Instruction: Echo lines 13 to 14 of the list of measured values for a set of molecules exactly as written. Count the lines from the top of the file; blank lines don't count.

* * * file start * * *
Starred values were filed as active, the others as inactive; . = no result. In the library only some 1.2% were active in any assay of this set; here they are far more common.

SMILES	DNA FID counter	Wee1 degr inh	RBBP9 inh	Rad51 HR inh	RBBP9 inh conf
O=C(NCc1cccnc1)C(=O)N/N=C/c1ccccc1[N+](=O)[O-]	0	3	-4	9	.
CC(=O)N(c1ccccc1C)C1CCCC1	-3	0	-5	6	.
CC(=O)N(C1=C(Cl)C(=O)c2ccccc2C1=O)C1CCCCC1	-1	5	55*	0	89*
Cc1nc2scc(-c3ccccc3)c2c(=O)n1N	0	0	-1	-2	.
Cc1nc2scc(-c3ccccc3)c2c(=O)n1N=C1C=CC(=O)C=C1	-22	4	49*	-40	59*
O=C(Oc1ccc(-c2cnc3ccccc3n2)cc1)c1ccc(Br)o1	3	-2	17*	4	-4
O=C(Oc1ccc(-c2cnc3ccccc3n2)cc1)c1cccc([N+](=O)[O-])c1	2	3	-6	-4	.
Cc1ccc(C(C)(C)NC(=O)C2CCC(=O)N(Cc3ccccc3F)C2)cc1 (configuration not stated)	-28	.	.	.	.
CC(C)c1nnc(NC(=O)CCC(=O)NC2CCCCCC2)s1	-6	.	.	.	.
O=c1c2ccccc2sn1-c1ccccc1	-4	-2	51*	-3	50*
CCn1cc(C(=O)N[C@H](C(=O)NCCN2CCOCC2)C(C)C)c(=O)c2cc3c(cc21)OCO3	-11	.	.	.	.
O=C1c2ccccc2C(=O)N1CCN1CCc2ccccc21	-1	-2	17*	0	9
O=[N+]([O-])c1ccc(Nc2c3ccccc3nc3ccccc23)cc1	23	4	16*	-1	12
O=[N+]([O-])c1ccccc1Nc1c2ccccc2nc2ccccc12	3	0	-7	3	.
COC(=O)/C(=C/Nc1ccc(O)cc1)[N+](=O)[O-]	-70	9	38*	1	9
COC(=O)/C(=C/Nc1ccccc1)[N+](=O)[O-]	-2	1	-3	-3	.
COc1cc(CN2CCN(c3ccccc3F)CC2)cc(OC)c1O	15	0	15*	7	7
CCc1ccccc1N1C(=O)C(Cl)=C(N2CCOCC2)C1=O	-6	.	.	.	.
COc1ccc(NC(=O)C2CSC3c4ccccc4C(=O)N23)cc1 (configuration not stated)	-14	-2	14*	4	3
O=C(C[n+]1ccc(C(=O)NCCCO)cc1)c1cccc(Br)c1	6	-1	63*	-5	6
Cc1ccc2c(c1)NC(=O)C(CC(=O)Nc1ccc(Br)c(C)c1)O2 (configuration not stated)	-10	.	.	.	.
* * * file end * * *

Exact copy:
CCn1cc(C(=O)N[C@H](C(=O)NCCN2CCOCC2)C(C)C)c(=O)c2cc3c(cc21)OCO3	-11	.	.	.	.
O=C1c2ccccc2C(=O)N1CCN1CCc2ccccc21	-1	-2	17*	0	9